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Faculty of Medicine Donor Impact Report | 2010 – 2011

Thank you for

Creating the Future of Health Education


Service to Society

Bringing Anatomy to Life

Shining a Light on Cancer Research

A New Look at Pediatric Mental Health

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page 12

Thank you!

Faculty of Medicine

At the University of Calgary’s Faculty of Medicine, we consider you— our donors—our most valued partners.

Your support is critical to the success of our people and ultimately the impact our work has on the health of the community.

As you will discover in this report, our people are making remarkable inroads into the health landscape, be it finding new ways to diagnose pediatric mental health disorders, assess and treat cancer, or teach anatomy. All these changes are having an impact, today and tomorrow; and all are possible thanks to you. Our donors are remarkable people, whose involvement with the Faculty of Medicine is often far-reaching. It is with deep sadness that we feel the tremendous loss of such an individual, Harley Hotchkiss—one of Calgary’s great builders, visionaries and community leaders, and a long-time friend and supporter of the Faculty of Medicine, most notably the Hotchkiss Brain Institute. As so eloquently demonstrated by Mr. Hotchkiss, your support will have a lasting impact for many generations. With sincerest thanks, Tom Feasby, MD Dean, Faculty of Medicine University of Calgary


Education Did you know?

In 2010 – 2011, the Faculty of Medicine distributed


student awards

Creating the Future of Health


Bringing Anatomy to Life Teaching the basics of anatomy and physiology has gone high-tech in medical school thanks to an interactive computer presentation and simulation program known as the LINDSAY Project. While a textbook and cadaver may be standard in any university anatomy class, there is a new teaching tool on hand that adds a whole new dimension to the classroom—LINDSAY, a virtual human, three-dimensional, interactive model of male and female anatomy and physiology. The brainchild of Dr. Bruce Wright, Associate Dean, Undergraduate Medical Education at the University of Calgary’s Faculty of Medicine, LINDSAY is a collaborative project between the Faculty of Medicine and the Department of Computer Science.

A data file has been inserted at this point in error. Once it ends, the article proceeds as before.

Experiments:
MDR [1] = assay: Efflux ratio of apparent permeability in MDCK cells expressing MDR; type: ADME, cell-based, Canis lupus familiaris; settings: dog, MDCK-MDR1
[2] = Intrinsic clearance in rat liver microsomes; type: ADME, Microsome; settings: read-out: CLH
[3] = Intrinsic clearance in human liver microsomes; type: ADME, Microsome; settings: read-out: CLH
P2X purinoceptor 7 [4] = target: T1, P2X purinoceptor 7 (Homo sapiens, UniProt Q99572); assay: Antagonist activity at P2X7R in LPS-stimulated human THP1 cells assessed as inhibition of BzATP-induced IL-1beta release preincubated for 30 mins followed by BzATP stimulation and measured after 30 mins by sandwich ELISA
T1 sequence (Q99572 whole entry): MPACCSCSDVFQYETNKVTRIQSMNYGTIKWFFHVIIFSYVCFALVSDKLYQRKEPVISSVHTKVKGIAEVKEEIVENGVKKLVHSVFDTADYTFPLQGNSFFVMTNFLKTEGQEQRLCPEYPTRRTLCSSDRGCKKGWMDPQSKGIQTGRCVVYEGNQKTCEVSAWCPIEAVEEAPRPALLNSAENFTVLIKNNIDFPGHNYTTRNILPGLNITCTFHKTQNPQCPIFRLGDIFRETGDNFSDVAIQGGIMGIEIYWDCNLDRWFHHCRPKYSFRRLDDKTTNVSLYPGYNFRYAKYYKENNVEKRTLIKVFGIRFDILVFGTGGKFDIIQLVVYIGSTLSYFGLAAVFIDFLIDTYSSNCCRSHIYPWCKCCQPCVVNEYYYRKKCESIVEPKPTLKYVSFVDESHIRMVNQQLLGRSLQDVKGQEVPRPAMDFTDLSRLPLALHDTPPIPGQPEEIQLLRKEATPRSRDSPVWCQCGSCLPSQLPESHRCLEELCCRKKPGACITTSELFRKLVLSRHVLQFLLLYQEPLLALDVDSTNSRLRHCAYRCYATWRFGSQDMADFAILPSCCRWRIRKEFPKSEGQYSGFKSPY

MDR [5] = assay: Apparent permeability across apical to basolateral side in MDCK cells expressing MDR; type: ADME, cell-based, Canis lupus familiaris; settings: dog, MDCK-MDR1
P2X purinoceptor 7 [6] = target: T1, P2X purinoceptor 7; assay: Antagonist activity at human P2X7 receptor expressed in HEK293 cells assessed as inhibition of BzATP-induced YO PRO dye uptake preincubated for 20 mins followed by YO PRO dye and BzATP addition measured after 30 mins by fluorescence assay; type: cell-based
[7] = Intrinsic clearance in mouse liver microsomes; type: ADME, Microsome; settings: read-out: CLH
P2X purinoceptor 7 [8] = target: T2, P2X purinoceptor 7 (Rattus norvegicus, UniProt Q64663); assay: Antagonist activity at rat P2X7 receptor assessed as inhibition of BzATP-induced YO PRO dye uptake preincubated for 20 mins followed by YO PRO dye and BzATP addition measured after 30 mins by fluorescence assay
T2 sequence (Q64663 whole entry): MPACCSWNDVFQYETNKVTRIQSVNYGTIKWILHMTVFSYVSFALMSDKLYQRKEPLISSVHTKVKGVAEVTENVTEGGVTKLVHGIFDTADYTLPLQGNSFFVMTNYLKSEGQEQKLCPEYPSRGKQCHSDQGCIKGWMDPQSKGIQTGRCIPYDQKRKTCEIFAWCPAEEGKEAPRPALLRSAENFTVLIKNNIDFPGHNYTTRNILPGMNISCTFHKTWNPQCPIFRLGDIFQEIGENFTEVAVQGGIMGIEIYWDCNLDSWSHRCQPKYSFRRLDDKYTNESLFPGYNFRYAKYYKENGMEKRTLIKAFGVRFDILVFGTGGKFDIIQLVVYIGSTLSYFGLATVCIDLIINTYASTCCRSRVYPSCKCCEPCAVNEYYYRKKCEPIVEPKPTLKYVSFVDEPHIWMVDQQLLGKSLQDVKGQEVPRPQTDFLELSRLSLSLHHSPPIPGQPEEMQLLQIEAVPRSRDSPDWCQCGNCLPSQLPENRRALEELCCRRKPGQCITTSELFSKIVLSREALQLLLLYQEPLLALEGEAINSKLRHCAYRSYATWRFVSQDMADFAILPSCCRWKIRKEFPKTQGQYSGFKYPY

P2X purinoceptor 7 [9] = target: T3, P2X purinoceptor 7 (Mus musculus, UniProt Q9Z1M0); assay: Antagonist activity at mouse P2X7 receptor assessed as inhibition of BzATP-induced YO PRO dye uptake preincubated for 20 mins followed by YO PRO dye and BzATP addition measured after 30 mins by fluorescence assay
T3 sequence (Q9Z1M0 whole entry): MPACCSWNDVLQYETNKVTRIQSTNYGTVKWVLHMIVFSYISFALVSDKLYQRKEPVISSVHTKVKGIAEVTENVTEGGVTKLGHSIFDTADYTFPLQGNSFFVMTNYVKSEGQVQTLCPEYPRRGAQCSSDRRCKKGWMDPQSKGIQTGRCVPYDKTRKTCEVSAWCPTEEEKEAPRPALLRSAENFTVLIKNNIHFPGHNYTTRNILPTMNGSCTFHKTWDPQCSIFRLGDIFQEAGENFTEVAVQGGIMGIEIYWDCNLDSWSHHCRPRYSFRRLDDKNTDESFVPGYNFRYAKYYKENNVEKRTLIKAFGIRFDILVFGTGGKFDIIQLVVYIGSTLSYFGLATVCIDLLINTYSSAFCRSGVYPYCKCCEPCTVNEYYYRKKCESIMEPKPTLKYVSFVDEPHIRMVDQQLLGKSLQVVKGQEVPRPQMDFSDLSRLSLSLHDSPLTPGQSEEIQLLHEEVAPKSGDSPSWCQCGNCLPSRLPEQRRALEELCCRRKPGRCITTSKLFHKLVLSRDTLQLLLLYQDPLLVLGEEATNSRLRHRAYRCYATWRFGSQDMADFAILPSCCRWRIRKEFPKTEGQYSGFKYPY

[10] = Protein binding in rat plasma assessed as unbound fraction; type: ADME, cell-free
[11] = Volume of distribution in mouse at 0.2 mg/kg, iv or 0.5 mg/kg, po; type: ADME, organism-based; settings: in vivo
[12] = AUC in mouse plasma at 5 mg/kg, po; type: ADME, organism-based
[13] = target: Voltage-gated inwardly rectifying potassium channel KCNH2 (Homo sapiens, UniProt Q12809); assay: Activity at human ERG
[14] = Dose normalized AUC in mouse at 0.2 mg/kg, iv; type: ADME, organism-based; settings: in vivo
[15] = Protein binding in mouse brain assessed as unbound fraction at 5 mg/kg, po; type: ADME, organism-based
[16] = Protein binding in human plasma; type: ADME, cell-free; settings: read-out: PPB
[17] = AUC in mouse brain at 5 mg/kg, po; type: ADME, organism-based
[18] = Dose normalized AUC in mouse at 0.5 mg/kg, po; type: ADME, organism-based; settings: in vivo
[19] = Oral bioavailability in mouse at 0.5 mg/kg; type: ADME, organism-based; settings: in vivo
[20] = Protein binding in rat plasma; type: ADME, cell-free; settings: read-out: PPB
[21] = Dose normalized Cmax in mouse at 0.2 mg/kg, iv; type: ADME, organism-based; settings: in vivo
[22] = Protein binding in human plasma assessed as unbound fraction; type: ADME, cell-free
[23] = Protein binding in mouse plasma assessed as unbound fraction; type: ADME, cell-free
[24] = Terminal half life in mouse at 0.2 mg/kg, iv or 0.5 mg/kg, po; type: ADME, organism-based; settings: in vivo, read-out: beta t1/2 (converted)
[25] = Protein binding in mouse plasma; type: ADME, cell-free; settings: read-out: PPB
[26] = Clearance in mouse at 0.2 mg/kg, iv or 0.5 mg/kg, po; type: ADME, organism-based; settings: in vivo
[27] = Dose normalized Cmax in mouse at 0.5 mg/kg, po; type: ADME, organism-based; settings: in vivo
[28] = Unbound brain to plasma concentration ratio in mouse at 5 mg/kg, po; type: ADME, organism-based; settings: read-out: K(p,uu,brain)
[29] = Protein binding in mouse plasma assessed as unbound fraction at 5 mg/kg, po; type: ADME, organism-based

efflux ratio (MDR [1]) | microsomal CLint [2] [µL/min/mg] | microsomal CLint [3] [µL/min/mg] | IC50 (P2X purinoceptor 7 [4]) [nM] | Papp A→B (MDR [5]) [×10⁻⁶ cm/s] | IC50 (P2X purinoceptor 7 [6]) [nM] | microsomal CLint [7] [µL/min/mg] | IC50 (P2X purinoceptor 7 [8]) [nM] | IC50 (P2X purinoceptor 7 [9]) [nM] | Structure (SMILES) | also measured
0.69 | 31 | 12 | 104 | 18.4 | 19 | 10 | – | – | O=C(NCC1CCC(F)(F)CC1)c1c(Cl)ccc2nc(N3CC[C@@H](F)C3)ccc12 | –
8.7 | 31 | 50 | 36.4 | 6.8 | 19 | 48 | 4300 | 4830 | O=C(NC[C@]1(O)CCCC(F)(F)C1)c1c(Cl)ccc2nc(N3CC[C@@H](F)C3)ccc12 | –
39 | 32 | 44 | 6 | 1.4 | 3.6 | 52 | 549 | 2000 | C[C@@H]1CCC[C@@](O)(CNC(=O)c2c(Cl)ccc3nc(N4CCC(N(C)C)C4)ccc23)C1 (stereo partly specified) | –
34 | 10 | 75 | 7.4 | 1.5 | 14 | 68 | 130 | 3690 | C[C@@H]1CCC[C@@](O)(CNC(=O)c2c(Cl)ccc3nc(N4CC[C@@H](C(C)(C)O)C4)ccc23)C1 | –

thought that the way we were “Iteaching anatomy was pretty static,” says Dr. Wright. “I thought there could be a more visual and interactive way to teach anatomy, something more dynamic for students.” Project leader, Dr. Christian Jacob, Director of Bioinformatics and Professor in the Faculties of Science and Medicine, embraced that challenge and with his team, has succeeded in introducing a multi-scale virtual laboratory for body exploration.


“What we try to accomplish with the LINDSAY Virtual Human Project has never been done before. The most challenging part is to make the virtual physiology ‘look and feel alive’,” says Dr. Jacob. “Using agent-based modeling approaches, immediate interactivity, and touch-based navigation, we revolutionize the way virtual anatomy and physiology can be illustrated and explored.” Using their smart phones or iPads, students can access LINDSAY to delve deeper into any aspect of the body. Built on a Mac platform, students can manipulate 3D anatomical objects, rotate them, or zoom in from the body level to the level of organs and tissues. The entire anatomical database is labeled and the program is also searchable. LINDSAY is also available for instructors to use in constructing interactive and engaging lecture and small-group presentations. LINDSAY has been two years in development with phase one of two phases just about complete. Initial testing so far has proven very positive with students and informal surveys indicate a strong desire for more LINDSAY content in the undergraduate medical education classroom. Testing by instructors and students will be broadened over the coming months with the eventual goal to have LINDSAY fully integrated into the classrooms by 2013.